Unlocking equitable solutions to climate change

Issues of equity are central to fair and effective solutions to the climate crisis. Not only does climate change disproportionately threaten future generations, but it is also disproportionally affecting the world’s poor and vulnerable on a daily basis.

As was starkly demonstrated over the past year, those in the global South with the least responsibility for causing climate change, and least capacity to withstand its impacts, are bearing the brunt of the droughts, floods, fires and storms that continue to devastate communities.

It is this fundamental injustice that has motivated us both to work towards equitable solutions to climate change, and lead to our interest in the upcoming conference on overcoming barriers to climate justice.

While at law school in Tasmania, we have begun pursuing this goal through the International Justice Initiative. The Initiative provides the opportunity for University of Tasmania law students to pursue public interest law careers and experience the practice of international law and policy making first hand, including opportunities to attend the United Nations climate change negotiations.

While providing poor and vulnerable countries and groups with support, and linking up with others in civil society, six members of the Initiative have travelled internationally to the UN negotiations in recent years.

Through attending these negotiations – which have been playing out since before we were born – we have gained an insight into the power relations at play, why some groups continue to feel a disproportionate burden, and which countries profit from that.

We have witnessed the importance of elevating voices from the global South if we are to achieve a truly global response, and learned about the need to support these countries as they work to simultaneously tackle climate change and meet the hopes and needs of their people.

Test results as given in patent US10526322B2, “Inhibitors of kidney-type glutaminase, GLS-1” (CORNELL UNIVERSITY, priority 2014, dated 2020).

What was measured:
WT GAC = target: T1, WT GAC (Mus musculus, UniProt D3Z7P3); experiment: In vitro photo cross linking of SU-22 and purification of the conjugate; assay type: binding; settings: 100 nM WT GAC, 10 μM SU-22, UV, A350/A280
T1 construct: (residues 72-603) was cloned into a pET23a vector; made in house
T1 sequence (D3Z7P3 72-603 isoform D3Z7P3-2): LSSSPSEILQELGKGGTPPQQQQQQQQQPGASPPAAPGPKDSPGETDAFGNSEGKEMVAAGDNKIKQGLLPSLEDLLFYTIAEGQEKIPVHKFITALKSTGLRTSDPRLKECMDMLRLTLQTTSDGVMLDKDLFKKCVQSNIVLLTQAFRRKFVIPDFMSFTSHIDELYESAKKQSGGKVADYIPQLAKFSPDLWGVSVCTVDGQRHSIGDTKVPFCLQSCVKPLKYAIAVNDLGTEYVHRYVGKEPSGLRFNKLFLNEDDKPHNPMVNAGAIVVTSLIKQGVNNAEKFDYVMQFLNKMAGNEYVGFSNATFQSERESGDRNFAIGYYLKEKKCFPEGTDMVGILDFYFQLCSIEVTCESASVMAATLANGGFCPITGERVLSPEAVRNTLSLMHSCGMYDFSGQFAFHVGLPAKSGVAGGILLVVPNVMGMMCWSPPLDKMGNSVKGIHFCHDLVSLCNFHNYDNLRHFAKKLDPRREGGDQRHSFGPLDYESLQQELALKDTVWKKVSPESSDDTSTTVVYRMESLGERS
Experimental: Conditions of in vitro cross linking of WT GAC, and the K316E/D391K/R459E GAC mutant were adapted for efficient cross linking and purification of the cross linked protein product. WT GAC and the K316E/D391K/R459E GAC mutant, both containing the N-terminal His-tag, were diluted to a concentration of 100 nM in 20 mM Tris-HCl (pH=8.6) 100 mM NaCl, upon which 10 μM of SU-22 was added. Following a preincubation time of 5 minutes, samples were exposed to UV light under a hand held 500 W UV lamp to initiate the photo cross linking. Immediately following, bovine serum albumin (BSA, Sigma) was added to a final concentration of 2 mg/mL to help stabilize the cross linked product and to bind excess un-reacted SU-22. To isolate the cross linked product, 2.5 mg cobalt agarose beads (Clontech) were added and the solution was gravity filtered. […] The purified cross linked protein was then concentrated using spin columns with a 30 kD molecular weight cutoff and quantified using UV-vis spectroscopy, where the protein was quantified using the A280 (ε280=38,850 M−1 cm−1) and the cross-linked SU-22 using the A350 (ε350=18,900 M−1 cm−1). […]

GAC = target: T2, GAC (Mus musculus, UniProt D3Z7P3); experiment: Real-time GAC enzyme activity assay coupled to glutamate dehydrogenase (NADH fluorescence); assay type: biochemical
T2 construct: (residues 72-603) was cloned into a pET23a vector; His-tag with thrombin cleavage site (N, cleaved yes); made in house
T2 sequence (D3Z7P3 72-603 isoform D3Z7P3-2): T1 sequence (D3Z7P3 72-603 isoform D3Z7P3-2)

We have also seen the negotiations provide one critical meeting place and platform for likeminded groups to come together, create networks, and plan next steps forward. Conferences such as Imagining a Different Future can provide similar opportunities to catalyse action for global change that addresses the root causes of climate change to protect present and future generations.

We look forward to learning from the experts and academics in attendance.

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 Brook Dambacher and Frances Medlock are both part of the International Justice Initiative at the University of Tasmania.  Brook recently completed her undergraduate studies with a combined degree in Science and Law, and has attended the UN climate change negotiations since 2015.  Frances is in her fifth year of study at the Faculty of Law, and attended the UN climate change negotiations for the first time in 2017.

Brook Dambacher and Frances Medlock are both part of the International Justice Initiative at the University of Tasmania.

Brook recently completed her undergraduate studies with a combined degree in Science and Law, and has attended the UN climate change negotiations since 2015.

Frances is in her fifth year of study at the Faculty of Law, and attended the UN climate change negotiations for the first time in 2017.